U.S. seeks to stop Microsoft's $69B bid for games maker Activision
The decision to sue comes as the Biden administration has taken a more aggressive approach to antitrust enforcement.
WASHINGTON — The Biden administration filed a complaint on Thursday aimed at blocking tech giant Microsoft's $69 billion bid to buy "Call of Duty" games maker Activision, over concerns the deal would deny rivals access to popular games.
Microsoft, which owns the Xbox, said in January 2022 that it would buy Activision for $68.7 billion in the biggest gaming industry deal in history.
In its complaint, the U.S. Federal Trade Commission, which enforces antitrust law, said that Microsoft had a record of buying valuable gaming content and using it to suppress competition from rival consoles.
"Microsoft has already shown that it can and will withhold content from its gaming rivals," said Holly Vedova, director of the FTC’s Bureau of Competition. "Today we seek to stop Microsoft from gaining control over a leading independent game studio and using it to harm competition in multiple dynamic and fast-growing gaming markets."
Microsoft President Brad Smith said the company would fight the FTC. "While we believed in giving peace a chance, we have complete confidence in our case and welcome the opportunity to present our case in court," he said.
The decision to sue comes as the Biden administration has taken a more aggressive approach to antitrust enforcement. The U.S. Department of Justice recently stopped a $2.2-billion merger of Penguin Random House, the world's largest book publisher, and smaller U.S. rival Simon & Schuster.
Shares in Microsoft and Activision both fell on news of the FTC complaint. Shares in Activision were down 2.3% at $74.19 per share, while Microsoft slipped from earlier highs but was still trading about 1% higher for the day at $246.31.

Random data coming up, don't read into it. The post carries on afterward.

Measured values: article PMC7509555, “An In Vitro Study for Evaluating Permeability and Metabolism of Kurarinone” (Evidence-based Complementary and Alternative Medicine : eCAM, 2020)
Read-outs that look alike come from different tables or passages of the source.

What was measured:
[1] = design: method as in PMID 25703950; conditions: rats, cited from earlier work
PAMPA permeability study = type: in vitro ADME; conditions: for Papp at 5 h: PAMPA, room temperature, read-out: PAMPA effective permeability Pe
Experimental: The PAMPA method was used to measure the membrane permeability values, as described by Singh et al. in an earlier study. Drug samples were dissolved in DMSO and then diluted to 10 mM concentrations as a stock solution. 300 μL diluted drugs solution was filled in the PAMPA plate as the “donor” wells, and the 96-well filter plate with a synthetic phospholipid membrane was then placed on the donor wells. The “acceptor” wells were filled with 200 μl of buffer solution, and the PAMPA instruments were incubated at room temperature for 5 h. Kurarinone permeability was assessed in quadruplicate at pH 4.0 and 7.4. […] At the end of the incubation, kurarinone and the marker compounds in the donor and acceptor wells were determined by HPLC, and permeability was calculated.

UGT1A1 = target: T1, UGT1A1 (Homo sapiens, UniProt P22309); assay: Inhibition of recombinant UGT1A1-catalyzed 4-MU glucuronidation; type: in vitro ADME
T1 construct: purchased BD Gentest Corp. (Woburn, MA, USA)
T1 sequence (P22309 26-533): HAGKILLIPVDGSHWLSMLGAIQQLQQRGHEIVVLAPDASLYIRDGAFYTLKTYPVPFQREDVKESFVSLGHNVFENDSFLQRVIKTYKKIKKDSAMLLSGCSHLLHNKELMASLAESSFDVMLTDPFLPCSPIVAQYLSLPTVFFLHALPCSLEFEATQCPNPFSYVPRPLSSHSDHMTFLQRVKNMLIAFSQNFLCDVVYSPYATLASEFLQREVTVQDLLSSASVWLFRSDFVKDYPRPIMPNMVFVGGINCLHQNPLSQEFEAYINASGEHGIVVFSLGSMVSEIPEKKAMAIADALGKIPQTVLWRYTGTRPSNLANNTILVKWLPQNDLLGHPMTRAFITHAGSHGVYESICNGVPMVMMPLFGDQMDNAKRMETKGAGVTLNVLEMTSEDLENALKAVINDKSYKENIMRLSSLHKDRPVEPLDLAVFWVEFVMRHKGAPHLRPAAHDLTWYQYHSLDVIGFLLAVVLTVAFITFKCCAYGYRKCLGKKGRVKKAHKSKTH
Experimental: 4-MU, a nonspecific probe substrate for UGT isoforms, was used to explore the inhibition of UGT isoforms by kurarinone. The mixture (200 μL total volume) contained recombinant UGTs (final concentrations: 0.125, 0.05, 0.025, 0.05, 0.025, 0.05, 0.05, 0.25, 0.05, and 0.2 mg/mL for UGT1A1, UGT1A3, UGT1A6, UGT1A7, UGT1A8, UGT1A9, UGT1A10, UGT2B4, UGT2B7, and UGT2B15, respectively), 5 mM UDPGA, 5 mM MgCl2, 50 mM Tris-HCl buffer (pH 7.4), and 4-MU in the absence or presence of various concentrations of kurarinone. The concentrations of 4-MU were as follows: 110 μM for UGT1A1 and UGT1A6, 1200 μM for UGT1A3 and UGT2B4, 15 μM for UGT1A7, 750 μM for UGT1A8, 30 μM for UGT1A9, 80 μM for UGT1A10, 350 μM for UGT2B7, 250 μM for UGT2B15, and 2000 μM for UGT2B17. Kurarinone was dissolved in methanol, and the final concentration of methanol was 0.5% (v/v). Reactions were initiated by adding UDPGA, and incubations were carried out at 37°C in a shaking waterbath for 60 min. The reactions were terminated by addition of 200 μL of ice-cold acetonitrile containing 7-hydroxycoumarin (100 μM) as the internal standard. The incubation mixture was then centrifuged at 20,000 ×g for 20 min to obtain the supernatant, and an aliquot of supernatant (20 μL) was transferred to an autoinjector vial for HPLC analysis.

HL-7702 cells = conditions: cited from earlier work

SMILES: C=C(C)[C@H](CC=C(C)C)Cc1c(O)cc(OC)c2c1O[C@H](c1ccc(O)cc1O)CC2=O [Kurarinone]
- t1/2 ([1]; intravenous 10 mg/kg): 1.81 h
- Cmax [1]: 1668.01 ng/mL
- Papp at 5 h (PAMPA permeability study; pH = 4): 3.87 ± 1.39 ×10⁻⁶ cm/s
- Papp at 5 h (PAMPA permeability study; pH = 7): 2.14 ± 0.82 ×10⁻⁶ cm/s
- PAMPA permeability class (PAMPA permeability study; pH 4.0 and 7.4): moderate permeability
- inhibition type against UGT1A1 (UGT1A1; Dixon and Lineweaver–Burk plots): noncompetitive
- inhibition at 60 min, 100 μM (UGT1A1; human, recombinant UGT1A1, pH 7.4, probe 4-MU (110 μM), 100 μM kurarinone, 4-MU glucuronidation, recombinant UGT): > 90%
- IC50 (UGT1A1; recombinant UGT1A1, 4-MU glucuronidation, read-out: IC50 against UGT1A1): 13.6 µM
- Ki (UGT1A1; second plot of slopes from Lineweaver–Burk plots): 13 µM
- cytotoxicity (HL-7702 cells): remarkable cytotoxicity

The U.S. software company had said it wanted the deal to help it compete with gaming leaders Tencent and PlayStation owner Sony, which has criticized the deal.
The FTC said that its concern was that Activision's popular games, including "World of Warcraft" and "Diablo," would not continue to be offered on a range of consoles, PCs and mobile devices.
While Microsoft has suggested concessions to address competition concerns, the rapid pace of change in the tech and gaming industries could make those conditions useless over time.
To woo regulators, shortly after the deal was announced Microsoft announced a new set of principles for its app store, including open access to developers who meet privacy and security standards.
And in December, in another move to blunt criticism, Microsoft entered into a 10-year commitment to bring "Call of Duty" to Nintendo platforms, bringing the popular first-person shooter series to the company for the first time. Microsoft made the same offer to Sony.
Chair Lina Khan and the two Democrats on the commission voted to approve the complaint, while Commissioner Christine Wilson voted no.
Activision Blizzard CEO Bobby Kotick told employees on Thursday that he was confident that the deal would go forward.
"The allegation that this deal is anti-competitive doesn't align with the facts, and we believe we’ll win this challenge," he told employees, saying that he believed the companies' arguments would win "despite a regulatory environment focused on ideology and misconceptions about the tech industry."
The deal also faces regulatory headwinds in Europe.
As of late November, Microsoft was expected to offer remedies to EU antitrust regulators in the coming weeks to stave off formal objections to the deal, people familiar with the matter said. The deadline for the European Commission to set out a formal list of competition concerns, known as a statement of objection, is in January.
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